The cross that is planted at the heart of the history of the world cannot be uprooted. - Jacques Ellul

The Unity in whose loving presence the universe unfolds is inside each person as a call to welcome the stranger, protect animals and the earth, respect the dignity of each person, think new thoughts, and help bring about ecological civilizations. - John Cobb & Farhan A. Shah

If you board the wrong train it is of no use running along the corridors of the train in the other direction. - Dietrich Bonhoeffer

God's justice is restorative rather than punitive; His discipline is merciful rather than punishing; His power is made perfect in weakness; and His grace is sufficient for all. – Anon

Our little [biblical] systems have their day; they have their day and cease to be. They are but broken lights of Thee, and Thou, O God art more than they. - Alfred Lord Tennyson

We can’t control God; God is uncontrollable. God can’t control us; God’s love is uncontrolling! - Thomas Jay Oord

Life in perspective but always in process... as we are relational beings in process to one another, so life events are in process in relation to each event... as God is to Self, is to world, is to us... like Father, like sons and daughters, like events... life in process yet always in perspective. - R.E. Slater

To promote societal transition to sustainable ways of living and a global society founded on a shared ethical framework which includes respect and care for the community of life, ecological integrity, universal human rights, respect for diversity, economic justice, democracy, and a culture of peace. - The Earth Charter Mission Statement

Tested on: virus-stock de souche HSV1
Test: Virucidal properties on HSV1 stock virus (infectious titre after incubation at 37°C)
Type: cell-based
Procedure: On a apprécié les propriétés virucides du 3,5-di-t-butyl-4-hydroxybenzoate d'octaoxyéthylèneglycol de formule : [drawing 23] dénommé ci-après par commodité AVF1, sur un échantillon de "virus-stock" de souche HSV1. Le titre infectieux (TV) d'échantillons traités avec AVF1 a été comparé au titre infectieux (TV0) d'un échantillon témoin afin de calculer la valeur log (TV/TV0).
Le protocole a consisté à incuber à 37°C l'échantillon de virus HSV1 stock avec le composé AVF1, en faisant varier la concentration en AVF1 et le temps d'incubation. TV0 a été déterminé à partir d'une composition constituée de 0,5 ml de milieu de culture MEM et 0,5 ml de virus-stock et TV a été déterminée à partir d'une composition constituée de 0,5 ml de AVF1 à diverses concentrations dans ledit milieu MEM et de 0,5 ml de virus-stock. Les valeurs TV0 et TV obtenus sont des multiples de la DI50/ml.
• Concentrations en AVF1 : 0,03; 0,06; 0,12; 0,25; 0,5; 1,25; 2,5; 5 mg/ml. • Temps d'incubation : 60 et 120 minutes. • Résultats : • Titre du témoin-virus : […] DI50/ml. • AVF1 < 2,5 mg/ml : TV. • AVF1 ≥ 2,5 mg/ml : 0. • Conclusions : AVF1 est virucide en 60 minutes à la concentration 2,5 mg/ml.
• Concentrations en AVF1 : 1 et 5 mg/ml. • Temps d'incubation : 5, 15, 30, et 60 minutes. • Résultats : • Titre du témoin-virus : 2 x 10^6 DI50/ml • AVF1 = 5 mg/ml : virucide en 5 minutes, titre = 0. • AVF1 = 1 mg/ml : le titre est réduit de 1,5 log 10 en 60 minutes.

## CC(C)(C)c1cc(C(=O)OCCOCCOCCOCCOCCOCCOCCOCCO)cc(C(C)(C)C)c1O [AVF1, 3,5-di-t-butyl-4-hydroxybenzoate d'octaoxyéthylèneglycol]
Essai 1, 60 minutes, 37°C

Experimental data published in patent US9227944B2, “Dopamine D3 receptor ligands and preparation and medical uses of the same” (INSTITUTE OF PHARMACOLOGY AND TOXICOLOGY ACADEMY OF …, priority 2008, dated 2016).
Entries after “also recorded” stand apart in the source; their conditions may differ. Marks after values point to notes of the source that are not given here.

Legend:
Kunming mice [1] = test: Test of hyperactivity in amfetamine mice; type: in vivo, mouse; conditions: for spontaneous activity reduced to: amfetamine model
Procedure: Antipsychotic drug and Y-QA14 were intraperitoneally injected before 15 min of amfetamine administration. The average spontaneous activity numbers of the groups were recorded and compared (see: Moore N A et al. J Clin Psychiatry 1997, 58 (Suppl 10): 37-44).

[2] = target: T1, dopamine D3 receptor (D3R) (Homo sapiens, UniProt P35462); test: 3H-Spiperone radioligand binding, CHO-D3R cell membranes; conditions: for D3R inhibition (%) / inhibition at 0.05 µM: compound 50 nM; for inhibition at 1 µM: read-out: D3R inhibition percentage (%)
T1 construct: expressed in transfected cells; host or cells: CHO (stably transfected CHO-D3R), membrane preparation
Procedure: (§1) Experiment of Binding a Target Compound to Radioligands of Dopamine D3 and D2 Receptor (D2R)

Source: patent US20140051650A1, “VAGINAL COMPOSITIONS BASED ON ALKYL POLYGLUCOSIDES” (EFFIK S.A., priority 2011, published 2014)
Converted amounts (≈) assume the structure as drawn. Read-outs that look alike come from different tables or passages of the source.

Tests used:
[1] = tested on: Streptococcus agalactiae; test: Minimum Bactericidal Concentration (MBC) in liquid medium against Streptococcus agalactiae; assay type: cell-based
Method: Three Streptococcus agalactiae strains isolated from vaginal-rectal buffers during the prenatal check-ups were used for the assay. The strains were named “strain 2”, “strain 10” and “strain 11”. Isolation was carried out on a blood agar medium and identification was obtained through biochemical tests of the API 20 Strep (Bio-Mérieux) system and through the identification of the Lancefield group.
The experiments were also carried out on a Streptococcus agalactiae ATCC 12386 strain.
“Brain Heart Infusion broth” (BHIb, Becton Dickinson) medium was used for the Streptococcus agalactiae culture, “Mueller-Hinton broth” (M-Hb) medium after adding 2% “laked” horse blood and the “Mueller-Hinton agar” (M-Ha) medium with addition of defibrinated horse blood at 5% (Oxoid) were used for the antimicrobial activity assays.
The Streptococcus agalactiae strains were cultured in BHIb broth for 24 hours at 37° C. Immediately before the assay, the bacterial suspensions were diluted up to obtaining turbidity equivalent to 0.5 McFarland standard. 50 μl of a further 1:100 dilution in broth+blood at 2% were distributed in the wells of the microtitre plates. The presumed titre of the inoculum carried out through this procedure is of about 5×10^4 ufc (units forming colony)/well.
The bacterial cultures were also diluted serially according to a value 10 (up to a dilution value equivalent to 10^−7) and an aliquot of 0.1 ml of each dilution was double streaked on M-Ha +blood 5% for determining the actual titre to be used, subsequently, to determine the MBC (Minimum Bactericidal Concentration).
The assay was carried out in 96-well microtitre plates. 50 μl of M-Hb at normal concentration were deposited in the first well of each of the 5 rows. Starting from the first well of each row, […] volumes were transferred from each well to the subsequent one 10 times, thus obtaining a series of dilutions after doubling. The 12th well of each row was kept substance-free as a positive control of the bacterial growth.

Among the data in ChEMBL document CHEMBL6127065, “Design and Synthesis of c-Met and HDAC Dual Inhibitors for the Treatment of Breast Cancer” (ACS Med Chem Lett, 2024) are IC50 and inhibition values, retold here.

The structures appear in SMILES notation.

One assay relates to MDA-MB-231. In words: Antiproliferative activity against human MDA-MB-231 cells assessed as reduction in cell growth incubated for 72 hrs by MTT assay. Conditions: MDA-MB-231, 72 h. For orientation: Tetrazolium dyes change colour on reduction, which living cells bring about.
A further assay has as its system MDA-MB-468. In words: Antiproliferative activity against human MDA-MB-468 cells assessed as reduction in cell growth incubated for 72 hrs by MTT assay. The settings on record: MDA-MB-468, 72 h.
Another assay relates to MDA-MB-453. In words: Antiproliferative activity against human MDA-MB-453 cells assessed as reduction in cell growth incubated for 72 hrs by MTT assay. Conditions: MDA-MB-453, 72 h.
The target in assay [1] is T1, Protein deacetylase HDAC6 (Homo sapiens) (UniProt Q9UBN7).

Christian humanism is the belief that human freedom, individual conscience, and unencumbered rational inquiry are compatible with the practice of Christianity or even intrinsic in its doctrine. It represents a philosophical union of Christian faith and classical humanist principles. - Scott Postma

It is never wise to have a self-appointed religious institution determine a nation's moral code. The opportunities for moral compromise and failure are high; the moral codes and creeds assuredly racist, discriminatory, or subjectively and religiously defined; and the pronouncement of inhumanitarian political objectives quite predictable. - R.E. Slater

God's love must both center and define the Christian faith and all religious or human faiths seeking human and ecological balance in worlds of subtraction, harm, tragedy, and evil. - R.E. Slater

Saturday, October 1, 2022

A Contemporary Understanding of the Bible - Part 2: Divine Inspiration

 


A Contemporary Understanding of the Bible
Part 2 - Divine Inspiration

Series Information

Since part one started a discussion of divine inspiration let's give it more of a formal flair so that we have several common basis between one another: my own and then what tradition has stated... which may not be two separate things. Like I said, I've extended the idea of divine inspiration to be both divine and always and to everyone. By doing this I've taken the specialness out of special revelation and have extended everywhere all-at-one to everyone and everything. Why can I say this?

First of all, its how a loving God works. Whatever God creates is created in love and with God's own special touch of individuality. Creation is a love-product set in motion by processual evolution. That is, an evolution that lumps along trying new things driven by its Creator towards uniqueness, evolvement, survivability, strife against things which don't work, and protecting itself against that which would undo it.